He even tried to set a more respectful tone toward the Dems…
A word to Senator Obama and his supporters. We'll go at it -- we'll go at it over the next two months -- you know that's the nature of this business -- and there are big differences between us. But you have my respect and my admiration. Despite our differences, much more unites us than divides us. We are fellow Americans, and that's an association that means more to me than any other.
But if that was truly the message he wanted to send, he failed pretty miserably. For one thing, he just couldn't help re-using a line that struck me the first time I heard it as among the meanest personal attacks in recent times from one presidential nominee to another…
I'm not running for president because I think I'm blessed with such personal greatness that history has anointed me to save our country in its hour of need.
What a turn off, and what dissonance from his earlier profession of respect and admiration for Obama and his supporters.
And if McCain really wanted to set a respectful tone for the campaign, he would have been much better off if the other speakers this week -- including his own running mate -- hadn't been so dismissive. He'd have been even better off if he'd followed Obama's lead and given his acceptance speech in a larger venue, with the general public present to drown out the rah-rah delegates.
Their enthusiasm isn't the problem, of course. That's obviously to be expected. But I can't be the only one really and truly bothered by the way the delegates incessantly chant "USA! USA!" -- not because I love my country any less. I've yelled it myself when cheering on our athletes at the Olympics or last year here in Rio at the Pan Am Games. But in a partisan setting, and especially in response to partisan rhetoric, the message is clear: We're the true Americans; the other party isn't.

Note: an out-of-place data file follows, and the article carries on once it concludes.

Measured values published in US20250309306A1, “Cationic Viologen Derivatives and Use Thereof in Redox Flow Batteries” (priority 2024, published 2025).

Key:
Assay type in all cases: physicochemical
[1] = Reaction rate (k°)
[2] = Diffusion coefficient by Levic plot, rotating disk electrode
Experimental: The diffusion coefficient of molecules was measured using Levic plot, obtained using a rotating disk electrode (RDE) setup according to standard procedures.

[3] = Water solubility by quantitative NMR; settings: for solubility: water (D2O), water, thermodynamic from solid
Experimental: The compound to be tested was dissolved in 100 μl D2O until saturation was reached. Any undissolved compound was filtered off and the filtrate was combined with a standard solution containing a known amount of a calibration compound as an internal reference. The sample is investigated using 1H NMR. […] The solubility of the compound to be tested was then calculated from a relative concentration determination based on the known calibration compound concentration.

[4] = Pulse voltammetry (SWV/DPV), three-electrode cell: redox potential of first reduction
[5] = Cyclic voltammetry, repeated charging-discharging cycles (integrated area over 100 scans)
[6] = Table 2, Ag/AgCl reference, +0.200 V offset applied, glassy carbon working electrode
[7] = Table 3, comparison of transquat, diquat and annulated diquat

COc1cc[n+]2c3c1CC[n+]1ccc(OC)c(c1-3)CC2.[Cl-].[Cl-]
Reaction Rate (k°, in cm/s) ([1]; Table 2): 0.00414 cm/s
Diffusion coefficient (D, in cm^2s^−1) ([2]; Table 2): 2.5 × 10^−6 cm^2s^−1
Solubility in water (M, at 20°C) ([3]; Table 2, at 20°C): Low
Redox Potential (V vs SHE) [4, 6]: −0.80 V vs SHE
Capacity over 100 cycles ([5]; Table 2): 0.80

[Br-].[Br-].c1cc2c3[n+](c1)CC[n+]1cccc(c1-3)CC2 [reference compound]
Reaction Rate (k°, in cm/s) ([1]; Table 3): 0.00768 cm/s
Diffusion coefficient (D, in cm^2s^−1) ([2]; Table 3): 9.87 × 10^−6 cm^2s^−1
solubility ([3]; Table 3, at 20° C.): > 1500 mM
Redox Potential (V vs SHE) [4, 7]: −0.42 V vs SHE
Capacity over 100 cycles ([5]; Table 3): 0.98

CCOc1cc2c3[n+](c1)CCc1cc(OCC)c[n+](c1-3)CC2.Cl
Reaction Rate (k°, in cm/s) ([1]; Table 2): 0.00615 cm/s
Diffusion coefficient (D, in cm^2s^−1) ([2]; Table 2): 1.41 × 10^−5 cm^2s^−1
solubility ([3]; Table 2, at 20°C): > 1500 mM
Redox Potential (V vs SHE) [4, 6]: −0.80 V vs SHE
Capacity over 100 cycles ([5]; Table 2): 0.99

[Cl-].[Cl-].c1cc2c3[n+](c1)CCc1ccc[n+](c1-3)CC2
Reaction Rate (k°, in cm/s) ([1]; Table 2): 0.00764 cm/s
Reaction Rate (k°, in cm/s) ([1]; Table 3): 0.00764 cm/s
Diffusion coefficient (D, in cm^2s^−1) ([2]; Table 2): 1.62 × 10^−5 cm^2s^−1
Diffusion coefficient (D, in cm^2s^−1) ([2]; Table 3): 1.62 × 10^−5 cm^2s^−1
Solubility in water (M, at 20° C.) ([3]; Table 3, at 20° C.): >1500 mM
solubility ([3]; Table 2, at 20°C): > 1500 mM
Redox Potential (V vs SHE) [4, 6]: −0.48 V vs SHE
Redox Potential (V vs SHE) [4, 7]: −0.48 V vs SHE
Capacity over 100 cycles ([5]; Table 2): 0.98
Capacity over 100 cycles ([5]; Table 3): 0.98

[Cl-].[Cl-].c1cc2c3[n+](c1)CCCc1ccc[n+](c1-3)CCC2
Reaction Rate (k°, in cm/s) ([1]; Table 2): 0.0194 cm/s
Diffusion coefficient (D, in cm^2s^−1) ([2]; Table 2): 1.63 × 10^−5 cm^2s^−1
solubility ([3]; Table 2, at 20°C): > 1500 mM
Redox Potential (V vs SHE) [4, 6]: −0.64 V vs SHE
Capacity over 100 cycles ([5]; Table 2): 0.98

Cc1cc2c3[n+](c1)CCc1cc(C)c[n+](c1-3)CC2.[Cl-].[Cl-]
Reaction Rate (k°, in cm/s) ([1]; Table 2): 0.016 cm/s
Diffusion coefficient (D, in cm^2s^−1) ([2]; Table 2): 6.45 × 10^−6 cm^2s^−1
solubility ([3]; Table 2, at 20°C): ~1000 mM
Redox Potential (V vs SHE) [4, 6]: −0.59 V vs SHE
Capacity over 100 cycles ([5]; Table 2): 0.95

Consider the McCain-Palin campaign's new motto: "Country First" That obviously echoes the ugly message the delegates are sending, and we've already seen in comments on this blog and elsewhere how his followers wield it like a patriotic sledgehammer. Why would "Country First" be the primary reason to elect McCain-Palin unless Obama-Biden were putting someone else -- presumably themselves -- ahead of country?
Like Palin's, the speech last night was also light on specifics -- particularly ironic considering the grief Obama has gotten on that score. Maybe McCain doesn't have more to offer on the domestic front except lower taxes, school choice, tighter spending and drilling, drilling, drilling.
The speech also ended on a low note for me, as McCain awkwardly semi-yelled "Fight with me! Fight with me!" over the roars of the crowd. I don't know if he recruited many new McCainiacs to "fight with him" with theatrics like that, but on the whole the speech was at least less of a turnoff than Palin's.